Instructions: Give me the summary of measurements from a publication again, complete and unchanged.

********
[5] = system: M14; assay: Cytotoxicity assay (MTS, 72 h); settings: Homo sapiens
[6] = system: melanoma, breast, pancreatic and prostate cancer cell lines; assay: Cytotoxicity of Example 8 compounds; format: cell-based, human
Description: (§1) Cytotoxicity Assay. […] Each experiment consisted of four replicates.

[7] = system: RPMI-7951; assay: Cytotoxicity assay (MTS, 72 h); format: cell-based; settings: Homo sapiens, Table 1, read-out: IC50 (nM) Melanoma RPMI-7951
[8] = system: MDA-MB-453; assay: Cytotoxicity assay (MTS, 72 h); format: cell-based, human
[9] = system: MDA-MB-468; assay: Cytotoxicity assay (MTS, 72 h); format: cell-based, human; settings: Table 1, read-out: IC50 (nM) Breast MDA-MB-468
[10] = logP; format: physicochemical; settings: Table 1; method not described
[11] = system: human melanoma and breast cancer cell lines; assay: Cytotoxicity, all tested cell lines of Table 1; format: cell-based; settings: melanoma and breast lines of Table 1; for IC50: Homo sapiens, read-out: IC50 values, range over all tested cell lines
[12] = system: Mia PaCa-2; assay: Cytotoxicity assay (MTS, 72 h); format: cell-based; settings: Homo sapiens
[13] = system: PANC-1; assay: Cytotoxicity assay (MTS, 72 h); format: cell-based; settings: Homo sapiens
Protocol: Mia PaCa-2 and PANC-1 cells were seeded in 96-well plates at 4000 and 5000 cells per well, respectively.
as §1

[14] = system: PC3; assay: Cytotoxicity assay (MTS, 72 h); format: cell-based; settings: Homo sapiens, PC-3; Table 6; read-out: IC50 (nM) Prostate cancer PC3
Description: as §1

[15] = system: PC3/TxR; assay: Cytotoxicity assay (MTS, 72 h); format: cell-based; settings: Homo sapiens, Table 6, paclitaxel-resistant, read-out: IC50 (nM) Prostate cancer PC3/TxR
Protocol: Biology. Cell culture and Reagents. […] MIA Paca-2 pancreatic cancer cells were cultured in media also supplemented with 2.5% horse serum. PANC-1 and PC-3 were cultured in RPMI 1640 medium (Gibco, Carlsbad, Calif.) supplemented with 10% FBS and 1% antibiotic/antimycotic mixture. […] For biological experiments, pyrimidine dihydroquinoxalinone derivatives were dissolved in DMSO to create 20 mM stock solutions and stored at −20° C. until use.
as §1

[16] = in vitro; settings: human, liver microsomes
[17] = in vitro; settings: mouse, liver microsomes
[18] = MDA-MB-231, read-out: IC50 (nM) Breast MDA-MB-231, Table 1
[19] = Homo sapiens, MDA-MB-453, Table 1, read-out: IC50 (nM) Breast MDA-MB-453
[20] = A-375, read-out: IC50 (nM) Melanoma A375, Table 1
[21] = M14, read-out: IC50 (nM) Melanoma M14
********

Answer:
[5] = system: M14; assay: Cytotoxicity assay (MTS, 72 h); settings: Homo sapiens
[6] = system: melanoma, breast, pancreatic and prostate cancer cell lines; assay: Cytotoxicity of Example 8 compounds; format: cell-based, human
Description: (§1) Cytotoxicity Assay. […] Each experiment consisted of four replicates.

[7] = system: RPMI-7951; assay: Cytotoxicity assay (MTS, 72 h); format: cell-based; settings: Homo sapiens, Table 1, read-out: IC50 (nM) Melanoma RPMI-7951
[8] = system: MDA-MB-453; assay: Cytotoxicity assay (MTS, 72 h); format: cell-based, human
[9] = system: MDA-MB-468; assay: Cytotoxicity assay (MTS, 72 h); format: cell-based, human; settings: Table 1, read-out: IC50 (nM) Breast MDA-MB-468
[10] = logP; format: physicochemical; settings: Table 1; method not described
[11] = system: human melanoma and breast cancer cell lines; assay: Cytotoxicity, all tested cell lines of Table 1; format: cell-based; settings: melanoma and breast lines of Table 1; for IC50: Homo sapiens, read-out: IC50 values, range over all tested cell lines
[12] = system: Mia PaCa-2; assay: Cytotoxicity assay (MTS, 72 h); format: cell-based; settings: Homo sapiens
[13] = system: PANC-1; assay: Cytotoxicity assay (MTS, 72 h); format: cell-based; settings: Homo sapiens
Protocol: Mia PaCa-2 and PANC-1 cells were seeded in 96-well plates at 4000 and 5000 cells per well, respectively.
as §1

[14] = system: PC3; assay: Cytotoxicity assay (MTS, 72 h); format: cell-based; settings: Homo sapiens, PC-3; Table 6; read-out: IC50 (nM) Prostate cancer PC3
Description: as §1

[15] = system: PC3/TxR; assay: Cytotoxicity assay (MTS, 72 h); format: cell-based; settings: Homo sapiens, Table 6, paclitaxel-resistant, read-out: IC50 (nM) Prostate cancer PC3/TxR
Protocol: Biology. Cell culture and Reagents. […] MIA Paca-2 pancreatic cancer cells were cultured in media also supplemented with 2.5% horse serum. PANC-1 and PC-3 were cultured in RPMI 1640 medium (Gibco, Carlsbad, Calif.) supplemented with 10% FBS and 1% antibiotic/antimycotic mixture. […] For biological experiments, pyrimidine dihydroquinoxalinone derivatives were dissolved in DMSO to create 20 mM stock solutions and stored at −20° C. until use.
as §1

[16] = in vitro; settings: human, liver microsomes
[17] = in vitro; settings: mouse, liver microsomes
[18] = MDA-MB-231, read-out: IC50 (nM) Breast MDA-MB-231, Table 1
[19] = Homo sapiens, MDA-MB-453, Table 1, read-out: IC50 (nM) Breast MDA-MB-453
[20] = A-375, read-out: IC50 (nM) Melanoma A375, Table 1
[21] = M14, read-out: IC50 (nM) Melanoma M14